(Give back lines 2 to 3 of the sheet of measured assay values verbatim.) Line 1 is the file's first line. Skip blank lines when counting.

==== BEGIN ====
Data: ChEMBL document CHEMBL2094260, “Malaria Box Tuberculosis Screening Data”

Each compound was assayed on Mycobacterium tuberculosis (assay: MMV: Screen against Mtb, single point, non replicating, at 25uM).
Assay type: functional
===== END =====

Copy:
Each compound was assayed on Mycobacterium tuberculosis (assay: MMV: Screen against Mtb, single point, non replicating, at 25uM).
Assay type: functional